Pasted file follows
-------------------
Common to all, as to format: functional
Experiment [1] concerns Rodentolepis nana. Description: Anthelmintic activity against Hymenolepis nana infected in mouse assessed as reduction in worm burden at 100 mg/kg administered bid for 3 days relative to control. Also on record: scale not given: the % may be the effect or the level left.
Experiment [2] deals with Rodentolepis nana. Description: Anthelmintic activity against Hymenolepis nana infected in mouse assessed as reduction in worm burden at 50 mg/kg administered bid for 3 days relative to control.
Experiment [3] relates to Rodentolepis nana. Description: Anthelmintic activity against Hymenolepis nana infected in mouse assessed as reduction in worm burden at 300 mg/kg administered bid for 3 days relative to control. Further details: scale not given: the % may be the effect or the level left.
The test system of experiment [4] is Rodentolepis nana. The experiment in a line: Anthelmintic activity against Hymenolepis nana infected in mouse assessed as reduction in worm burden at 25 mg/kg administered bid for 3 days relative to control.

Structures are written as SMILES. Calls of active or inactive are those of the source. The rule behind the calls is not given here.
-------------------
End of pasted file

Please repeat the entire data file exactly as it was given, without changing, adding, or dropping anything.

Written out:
Common to all, as to format: functional
Experiment [1] concerns Rodentolepis nana. Description: Anthelmintic activity against Hymenolepis nana infected in mouse assessed as reduction in worm burden at 100 mg/kg administered bid for 3 days relative to control. Also on record: scale not given: the % may be the effect or the level left.
Experiment [2] deals with Rodentolepis nana. Description: Anthelmintic activity against Hymenolepis nana infected in mouse assessed as reduction in worm burden at 50 mg/kg administered bid for 3 days relative to control.
Experiment [3] relates to Rodentolepis nana. Description: Anthelmintic activity against Hymenolepis nana infected in mouse assessed as reduction in worm burden at 300 mg/kg administered bid for 3 days relative to control. Further details: scale not given: the % may be the effect or the level left.
The test system of experiment [4] is Rodentolepis nana. The experiment in a line: Anthelmintic activity against Hymenolepis nana infected in mouse assessed as reduction in worm burden at 25 mg/kg administered bid for 3 days relative to control.

Structures are written as SMILES. Calls of active or inactive are those of the source. The rule behind the calls is not given here.